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Dr John Simmonds urges local authorities and social workers to respond to consultation on family court crisis

  • Date:

There is now less than a week until the consultation on children cases in the family court closes, yet the response rate from local authorities and social workers so far has been low.

It is a matter of urgency that the sector submits its views on the recommendations to ensure any change is evidence- and experience-led.

The consultation and interim report have been developed in response to serious questions raised by former president of the Family Division, Sir James Munby, about a family court system on the verge of collapse.

Family court consultation: key recommendations

The interim report on achieving best practice in the child protection and family justice systems has been prepared by a working group chaired by Mr Justice Keehan and including several other judges and legal practitioners, senior managers from local authority children’s services and Cafcass, government representatives and others. It makes 73 core and longer-term recommendations, including:

  • Shifting culture to encourage greater mutual respect of all parties involved in proceedings
  • Renewing focus on pre-proceedings work and managing risk
  • Reconsidering the role of Cafcass pre-proceedings
  • Making special guardianship assessments and support plans more robust, and providing better training for special guardians
  • Considering pre-birth support for families
  • Reviewing how the family justice system is funded.

The causes

A separate report covering private law is also being consulted on, which includes recommendations around improving out-of-court family resolution services, forming local alliances of services to provide integrated support for families experiencing separation, and moving cases through the court system more effectively.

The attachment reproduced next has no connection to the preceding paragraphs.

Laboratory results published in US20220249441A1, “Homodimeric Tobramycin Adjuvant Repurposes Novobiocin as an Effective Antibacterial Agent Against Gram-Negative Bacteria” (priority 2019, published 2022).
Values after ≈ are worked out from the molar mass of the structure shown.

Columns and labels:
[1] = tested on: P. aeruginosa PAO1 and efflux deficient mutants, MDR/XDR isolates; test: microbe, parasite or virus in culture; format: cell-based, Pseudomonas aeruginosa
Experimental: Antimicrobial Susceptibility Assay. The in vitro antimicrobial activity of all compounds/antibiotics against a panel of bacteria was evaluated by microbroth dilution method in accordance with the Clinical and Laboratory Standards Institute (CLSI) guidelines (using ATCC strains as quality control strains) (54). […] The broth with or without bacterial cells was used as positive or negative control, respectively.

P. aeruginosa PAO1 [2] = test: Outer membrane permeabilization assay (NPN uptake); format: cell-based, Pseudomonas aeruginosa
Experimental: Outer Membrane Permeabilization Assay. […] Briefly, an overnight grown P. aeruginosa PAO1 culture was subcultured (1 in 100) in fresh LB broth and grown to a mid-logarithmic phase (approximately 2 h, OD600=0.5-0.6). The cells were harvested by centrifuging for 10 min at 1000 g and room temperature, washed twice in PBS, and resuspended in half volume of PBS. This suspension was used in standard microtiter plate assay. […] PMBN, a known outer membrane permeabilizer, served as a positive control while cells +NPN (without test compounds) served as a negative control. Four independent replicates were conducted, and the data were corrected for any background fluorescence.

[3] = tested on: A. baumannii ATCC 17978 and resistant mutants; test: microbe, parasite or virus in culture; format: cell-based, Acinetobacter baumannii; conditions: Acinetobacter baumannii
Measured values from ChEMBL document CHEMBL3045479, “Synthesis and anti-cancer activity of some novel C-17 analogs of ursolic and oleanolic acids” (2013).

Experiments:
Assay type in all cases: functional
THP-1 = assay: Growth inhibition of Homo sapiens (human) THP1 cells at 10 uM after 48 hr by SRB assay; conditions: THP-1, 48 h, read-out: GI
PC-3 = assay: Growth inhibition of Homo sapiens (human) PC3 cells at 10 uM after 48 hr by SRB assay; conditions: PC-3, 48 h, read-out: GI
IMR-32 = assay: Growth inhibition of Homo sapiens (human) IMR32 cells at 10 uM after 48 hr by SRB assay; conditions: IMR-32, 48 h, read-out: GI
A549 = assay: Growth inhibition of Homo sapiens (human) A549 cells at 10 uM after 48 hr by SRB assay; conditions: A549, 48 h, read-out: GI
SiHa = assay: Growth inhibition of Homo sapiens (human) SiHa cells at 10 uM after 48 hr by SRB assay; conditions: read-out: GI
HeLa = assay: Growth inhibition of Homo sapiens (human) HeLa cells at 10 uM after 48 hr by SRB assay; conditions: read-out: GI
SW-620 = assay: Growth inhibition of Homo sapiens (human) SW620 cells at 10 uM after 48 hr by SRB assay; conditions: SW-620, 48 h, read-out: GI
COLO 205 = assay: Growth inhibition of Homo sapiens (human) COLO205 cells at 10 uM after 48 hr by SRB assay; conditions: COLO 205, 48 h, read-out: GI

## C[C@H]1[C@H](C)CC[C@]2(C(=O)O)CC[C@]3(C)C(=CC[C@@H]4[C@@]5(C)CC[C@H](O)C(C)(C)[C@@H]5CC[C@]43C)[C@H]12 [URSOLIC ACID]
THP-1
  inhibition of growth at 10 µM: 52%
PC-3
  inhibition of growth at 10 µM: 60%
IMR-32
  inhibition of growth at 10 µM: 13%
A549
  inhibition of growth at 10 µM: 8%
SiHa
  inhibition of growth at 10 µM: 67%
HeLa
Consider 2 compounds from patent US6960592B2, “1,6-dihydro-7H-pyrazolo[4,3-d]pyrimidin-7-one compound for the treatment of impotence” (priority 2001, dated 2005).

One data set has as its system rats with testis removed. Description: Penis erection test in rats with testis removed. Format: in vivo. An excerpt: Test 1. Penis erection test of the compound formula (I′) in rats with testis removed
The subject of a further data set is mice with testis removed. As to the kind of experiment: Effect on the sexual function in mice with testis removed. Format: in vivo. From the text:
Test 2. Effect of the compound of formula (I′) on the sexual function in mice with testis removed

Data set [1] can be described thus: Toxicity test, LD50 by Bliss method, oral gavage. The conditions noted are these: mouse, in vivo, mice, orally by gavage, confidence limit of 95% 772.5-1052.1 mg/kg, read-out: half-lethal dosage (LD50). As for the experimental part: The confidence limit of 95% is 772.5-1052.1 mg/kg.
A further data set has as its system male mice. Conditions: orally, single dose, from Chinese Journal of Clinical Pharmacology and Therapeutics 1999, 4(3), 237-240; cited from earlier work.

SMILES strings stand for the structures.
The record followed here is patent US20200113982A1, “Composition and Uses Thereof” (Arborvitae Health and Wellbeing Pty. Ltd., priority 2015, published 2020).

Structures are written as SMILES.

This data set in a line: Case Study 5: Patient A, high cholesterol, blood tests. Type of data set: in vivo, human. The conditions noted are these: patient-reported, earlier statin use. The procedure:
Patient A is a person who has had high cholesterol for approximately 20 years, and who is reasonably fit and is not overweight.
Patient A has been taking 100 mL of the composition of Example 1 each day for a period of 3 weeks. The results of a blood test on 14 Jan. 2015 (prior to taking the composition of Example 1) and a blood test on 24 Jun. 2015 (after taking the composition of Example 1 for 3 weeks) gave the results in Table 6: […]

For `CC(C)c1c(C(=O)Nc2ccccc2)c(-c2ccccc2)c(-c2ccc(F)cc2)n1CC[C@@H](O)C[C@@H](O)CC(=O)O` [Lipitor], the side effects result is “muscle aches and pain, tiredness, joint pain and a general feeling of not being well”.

There are a number of significant factors:

  • cuts to the system and the closure of courts
  • the increasing number of cases
  • the complexity of the cases
  • and the rise in parents having to represent themselves because of the severe restrictions in the availability of legal aid. 

All these issues have had a profound impact on local authority children’s services.

Resolving the primary issues outside the court arena when it comes to the safety, welfare and future of children could not be more important. Care proceedings clearly are intended to be ‘problem solving’, but the escalation of the issues to court creates a particularly challenging set of circumstances – truth and lies, right and wrong, guilty or not guilty.

The forces at work seriously heighten an emotionally charged atmosphere that does little to enable proactive engagement that focuses on meaningful ‘problem solving’. At the end of this process there must be a resolution to the primary question of what is in the child’s best interests now and into the future, but a lot will have been lost as a part of this process.

These issues are addressed in the interim report and run through some of the recommendations in the consultation document. There is an urgent need for the sector to express its views through responding to the consultation before this major opportunity expires at the end of the month.

Dr. John Simmonds OBE
CoramBAAF Director of Policy, Research and Development